Mother Minerva Hartman, reportedly 103 or 104 years old, had died of smoke inhalation before the flames reached her. Her body was interred at Olivet Memorial Park under the auspices of local veterans groups.

For sharing Minerva history we thank the late Rich Higgins at Caltrans, researcher Russell Brabec, and our friends at the History Guild of Daly City/Colma. Other sources: San Francisco Call-Bulletin, San Francisco News, and San Francisco Chronicle, March 26, 1937, and Daly City Record, April 1 and April 8, 1937.

Minerva reading
Mother Minerva Hartman inside her home. (Emiliano Echeverria/Randolph Brandt Collection).

The San Franciscans: Gertrude Barnett

by Nicole Meldahl

Researching a local found in an OpenSFHistory image.

Gertrude Barnett, born and raised in San Francisco, was the daughter of a German immigrant named Mary. Just fourteen-years-old in 1906, Gertrude celebrated her graduation from John Swift Grammar School in an unusual fashion. A mere two months after San Francisco was devastated by a massive earthquake, it must have been difficult to find a building safe enough to accommodate a large event. So public schools in the San Francisco Bay Area staged a joint graduation ceremony for 1,700 students in Golden Gate Park. An estimated 30,000 to 40,000 attendees heard addresses made by Mayor Eugene Schmitz and representatives from the United School District, and listened to music provided by the Golden Gate Park Band led by Paul Steindorff.

Gertrude Barnett atop Twin Peaks, c. 1920s
A snapshot labeled “Gertrude Barnett,” taken from Twin Peaks, c. 1920s. (Courtesy of a private collector).

In addition to Gertrude, mother Mary looked after three boys—Jess, Mark, and Irving—in the mysterious absence of a husband. The Barnetts were part of the “smart set,” with Gertrude appearing in the society section of the San Francisco Chronicle for receiving guests at a friend’s engagement party in December 1913.

As war broke out in Europe, Gertrude’s brother Jess preempted U.S. involvement by volunteering for the Canadian military. He was assigned to the 72nd Canadian Seaforth Highlanders, and, according to the San Francisco Chronicle, was the first San Franciscan to serve in France. Injured, he was twice sent to a military hospital in London to recover. Gertrude gave him the name and address of an old friend who had lived on Jersey Street at Vicksburg (just around the corner from the Barnett home on 24th Street and Vicksburg), but now lived in England. Jess dutifully looked up this friend, Yetta Sylvester, during his first convalescence, and, when he found himself injured and recovering a second time, he visited her daily. When Jess visited his mother Mary in the summer of 1918 he must have been smitten with Yetta, if not exhausted from war, because he returned to France on November 2—nine days before the cease of hostilities. A month later, he married Yetta.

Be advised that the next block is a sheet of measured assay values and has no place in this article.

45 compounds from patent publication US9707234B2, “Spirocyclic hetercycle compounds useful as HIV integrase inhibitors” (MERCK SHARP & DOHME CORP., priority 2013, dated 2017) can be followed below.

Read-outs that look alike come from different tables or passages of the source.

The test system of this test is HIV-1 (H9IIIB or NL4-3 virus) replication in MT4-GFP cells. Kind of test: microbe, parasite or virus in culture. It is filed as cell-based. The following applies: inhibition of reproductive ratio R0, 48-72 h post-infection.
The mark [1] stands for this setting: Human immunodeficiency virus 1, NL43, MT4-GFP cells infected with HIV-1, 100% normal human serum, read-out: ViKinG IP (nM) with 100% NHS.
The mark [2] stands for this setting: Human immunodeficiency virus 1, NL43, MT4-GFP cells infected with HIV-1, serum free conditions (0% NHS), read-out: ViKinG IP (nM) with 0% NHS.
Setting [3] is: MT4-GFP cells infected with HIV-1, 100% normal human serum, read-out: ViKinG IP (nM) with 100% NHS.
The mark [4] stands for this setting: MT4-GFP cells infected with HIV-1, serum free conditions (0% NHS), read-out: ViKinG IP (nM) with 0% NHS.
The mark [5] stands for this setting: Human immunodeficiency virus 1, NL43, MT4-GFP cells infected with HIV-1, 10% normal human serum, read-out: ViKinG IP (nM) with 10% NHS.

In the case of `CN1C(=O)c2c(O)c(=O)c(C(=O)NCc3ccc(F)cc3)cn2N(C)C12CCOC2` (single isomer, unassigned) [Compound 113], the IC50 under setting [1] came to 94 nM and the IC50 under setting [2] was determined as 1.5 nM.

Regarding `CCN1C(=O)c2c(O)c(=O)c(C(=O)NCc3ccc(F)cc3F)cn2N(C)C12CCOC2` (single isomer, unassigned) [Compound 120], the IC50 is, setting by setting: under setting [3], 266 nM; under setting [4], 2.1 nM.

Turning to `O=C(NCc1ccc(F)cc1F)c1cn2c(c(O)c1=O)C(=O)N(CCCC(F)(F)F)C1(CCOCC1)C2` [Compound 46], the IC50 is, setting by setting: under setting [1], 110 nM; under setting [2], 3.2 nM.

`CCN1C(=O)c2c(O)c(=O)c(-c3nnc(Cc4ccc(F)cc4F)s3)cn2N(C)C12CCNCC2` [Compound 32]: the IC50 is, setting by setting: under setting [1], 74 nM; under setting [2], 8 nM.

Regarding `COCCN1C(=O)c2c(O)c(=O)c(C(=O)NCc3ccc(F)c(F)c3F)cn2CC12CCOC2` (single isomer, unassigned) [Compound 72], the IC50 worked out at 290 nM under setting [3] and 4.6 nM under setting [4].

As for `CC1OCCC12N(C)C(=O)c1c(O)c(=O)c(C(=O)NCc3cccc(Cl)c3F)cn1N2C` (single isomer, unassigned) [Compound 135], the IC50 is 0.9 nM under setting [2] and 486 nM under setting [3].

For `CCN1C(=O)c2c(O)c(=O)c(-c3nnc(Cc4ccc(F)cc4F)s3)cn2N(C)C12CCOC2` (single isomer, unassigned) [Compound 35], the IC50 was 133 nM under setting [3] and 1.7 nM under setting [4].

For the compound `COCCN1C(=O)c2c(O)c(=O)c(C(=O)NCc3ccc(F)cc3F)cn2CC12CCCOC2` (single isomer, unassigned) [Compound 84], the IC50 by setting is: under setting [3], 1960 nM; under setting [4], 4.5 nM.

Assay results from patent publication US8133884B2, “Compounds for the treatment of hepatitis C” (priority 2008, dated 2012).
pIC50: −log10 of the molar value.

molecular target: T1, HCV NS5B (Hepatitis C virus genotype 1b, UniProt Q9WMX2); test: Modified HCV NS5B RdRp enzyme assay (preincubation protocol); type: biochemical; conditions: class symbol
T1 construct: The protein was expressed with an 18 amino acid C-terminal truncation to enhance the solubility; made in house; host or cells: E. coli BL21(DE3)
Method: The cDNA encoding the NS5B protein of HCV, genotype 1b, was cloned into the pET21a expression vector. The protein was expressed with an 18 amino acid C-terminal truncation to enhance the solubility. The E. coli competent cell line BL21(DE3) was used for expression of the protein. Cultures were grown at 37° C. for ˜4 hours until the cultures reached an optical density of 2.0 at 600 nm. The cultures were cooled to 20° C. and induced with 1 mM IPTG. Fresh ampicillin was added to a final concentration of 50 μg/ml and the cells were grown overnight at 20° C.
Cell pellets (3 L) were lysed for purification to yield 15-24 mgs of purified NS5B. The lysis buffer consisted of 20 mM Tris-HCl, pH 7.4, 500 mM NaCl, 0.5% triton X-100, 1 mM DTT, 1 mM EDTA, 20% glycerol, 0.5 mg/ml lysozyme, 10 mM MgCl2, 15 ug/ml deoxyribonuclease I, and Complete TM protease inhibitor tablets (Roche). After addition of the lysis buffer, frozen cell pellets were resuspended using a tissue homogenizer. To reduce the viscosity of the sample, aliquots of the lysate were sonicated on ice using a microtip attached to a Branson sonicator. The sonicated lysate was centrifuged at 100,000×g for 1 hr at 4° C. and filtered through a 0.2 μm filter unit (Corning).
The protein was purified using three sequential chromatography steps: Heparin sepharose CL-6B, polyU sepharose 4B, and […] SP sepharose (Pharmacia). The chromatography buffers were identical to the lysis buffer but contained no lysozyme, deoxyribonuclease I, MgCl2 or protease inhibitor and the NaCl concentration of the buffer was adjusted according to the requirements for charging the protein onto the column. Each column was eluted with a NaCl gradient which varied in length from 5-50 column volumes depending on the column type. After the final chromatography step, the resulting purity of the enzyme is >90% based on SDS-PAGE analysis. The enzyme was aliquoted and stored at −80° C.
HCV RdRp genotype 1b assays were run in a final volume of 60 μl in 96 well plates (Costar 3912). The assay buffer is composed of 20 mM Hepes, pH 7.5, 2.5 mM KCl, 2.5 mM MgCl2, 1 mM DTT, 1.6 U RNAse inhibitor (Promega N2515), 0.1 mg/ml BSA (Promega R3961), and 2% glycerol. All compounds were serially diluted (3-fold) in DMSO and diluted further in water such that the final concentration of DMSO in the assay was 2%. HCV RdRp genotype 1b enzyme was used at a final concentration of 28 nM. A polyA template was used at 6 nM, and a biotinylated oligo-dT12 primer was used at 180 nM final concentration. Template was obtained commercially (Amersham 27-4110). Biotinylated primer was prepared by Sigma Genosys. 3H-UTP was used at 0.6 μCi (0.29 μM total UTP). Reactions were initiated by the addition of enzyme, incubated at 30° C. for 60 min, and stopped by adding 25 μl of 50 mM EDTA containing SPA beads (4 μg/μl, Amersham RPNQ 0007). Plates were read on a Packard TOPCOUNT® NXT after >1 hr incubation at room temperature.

Gertrude spent the war in San Francisco, living at 1450 Clay Street with her mother and two brothers, Mark and Irving. In 1923, around when our photograph was taken of Gertrude on top of Twin Peaks, she invented and patented a thoroughly modern teapot that looks quite similar to a handbag. She survived a depressed 1930s but seems to have weathered the 1940s a bit worse for the wear. Around 1944, Gertrude began exhibiting “nervous” symptoms under the care of a Dr. Leeds, and occasionally found herself in the hospital. Yet she pops up in the San Francisco Examiner during the second World War at events hosted by the Western Women’s Club and the Society for Sanity in Art which, hilariously, was an American artist’s society opposed to all forms of modern art.

Barnett's handbag tea pot patent.
Barnett’s handbag tea pot patent.

Gertrude remained unmarried and falls off our historical radar until 1959, when she’s struck by a vehicle while crossing the street. Represented by the law firm of Barnett & Robertson (perhaps of relation?), she sues the driver, William E. Keilig. She wins and Kelig is found at fault, but conflicting eyewitness testimony casts doubt on the severity of her injuries, and her claim that the accident had left her “nervous and emotionally upset” was undermined by medical records proving she had suffered from those symptoms for some time. Gertrude appeals the low award of $1,500, but it is upheld.

Gertrude’s road companion, George Hughes, atop Twin Peaks.
Gertrude’s road companion, George Hughes, atop Twin Peaks. (Courtesy of a private collector).

Nothing more is known about Gertrude or how she knows George Hughes, who surveys San Francisco beside her from atop Twin Peaks. Do you know more of her story? Email or send us a tip using the contact button on the display page of her photo.

• “Society Weddings and Engagements Take Place,” San Francisco Chronicle, December 21, 1913:
• 1920 Census:
• 1930 Census:
• “First S.F. Man To Face Enemy Brings Bride,” San Francisco Chronicle, June 8, 1919:
• San Francisco Directory, 1940:
• Teapot patent:
• Barnett V. Keilig:
• “Public School Graduation in Park Will Be Unusual and Novel Scene,” San Francisco Call, June 1, 1906:
• “Navy Nurse Corps,” American Journal of Nursing, October 1942:
• Fang Family San Francisco Examiner Photo Archive, Finding Aid: